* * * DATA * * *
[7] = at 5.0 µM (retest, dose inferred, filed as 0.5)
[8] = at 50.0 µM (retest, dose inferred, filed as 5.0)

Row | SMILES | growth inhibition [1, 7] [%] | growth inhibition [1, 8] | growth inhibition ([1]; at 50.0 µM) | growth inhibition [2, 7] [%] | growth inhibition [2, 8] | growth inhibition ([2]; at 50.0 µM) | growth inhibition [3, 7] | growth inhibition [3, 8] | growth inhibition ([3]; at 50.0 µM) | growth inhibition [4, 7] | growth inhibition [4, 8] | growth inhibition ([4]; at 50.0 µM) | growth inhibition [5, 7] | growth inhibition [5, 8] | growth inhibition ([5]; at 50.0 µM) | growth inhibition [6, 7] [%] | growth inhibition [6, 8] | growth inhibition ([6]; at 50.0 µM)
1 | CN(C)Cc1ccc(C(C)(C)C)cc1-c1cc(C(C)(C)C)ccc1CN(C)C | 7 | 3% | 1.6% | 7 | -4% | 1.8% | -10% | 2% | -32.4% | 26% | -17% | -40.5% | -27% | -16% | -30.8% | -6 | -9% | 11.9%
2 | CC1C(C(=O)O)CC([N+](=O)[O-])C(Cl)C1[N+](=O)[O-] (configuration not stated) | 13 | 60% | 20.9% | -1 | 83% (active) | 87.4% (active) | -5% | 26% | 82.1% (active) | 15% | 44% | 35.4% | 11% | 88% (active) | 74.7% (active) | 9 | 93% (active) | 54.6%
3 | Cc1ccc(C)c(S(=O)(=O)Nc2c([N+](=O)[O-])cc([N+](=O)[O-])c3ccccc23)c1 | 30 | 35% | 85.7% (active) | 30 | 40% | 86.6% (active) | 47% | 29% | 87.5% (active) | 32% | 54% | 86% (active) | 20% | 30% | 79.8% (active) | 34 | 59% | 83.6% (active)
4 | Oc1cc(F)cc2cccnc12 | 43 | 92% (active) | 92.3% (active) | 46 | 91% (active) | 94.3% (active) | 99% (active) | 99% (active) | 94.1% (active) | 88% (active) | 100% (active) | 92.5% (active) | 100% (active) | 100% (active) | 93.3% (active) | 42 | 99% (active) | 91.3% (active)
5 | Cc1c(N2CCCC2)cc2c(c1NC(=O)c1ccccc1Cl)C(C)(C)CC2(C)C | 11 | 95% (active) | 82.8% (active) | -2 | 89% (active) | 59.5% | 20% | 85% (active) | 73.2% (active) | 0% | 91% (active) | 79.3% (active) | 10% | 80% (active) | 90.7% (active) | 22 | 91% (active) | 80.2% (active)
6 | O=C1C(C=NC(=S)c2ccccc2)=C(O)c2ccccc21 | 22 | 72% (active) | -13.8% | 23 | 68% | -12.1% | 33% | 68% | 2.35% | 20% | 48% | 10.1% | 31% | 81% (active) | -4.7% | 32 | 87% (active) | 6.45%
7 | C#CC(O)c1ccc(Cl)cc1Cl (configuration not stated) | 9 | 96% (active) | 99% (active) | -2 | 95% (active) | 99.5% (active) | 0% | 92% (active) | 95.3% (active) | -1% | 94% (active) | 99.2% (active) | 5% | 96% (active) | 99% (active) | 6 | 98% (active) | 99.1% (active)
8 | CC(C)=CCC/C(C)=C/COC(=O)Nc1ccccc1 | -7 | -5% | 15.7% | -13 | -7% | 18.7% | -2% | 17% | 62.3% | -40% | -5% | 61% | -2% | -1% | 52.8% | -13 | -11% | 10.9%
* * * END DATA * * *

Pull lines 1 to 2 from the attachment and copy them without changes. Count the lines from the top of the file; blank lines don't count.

[7] = at 5.0 µM (retest, dose inferred, filed as 0.5)
[8] = at 50.0 µM (retest, dose inferred, filed as 5.0)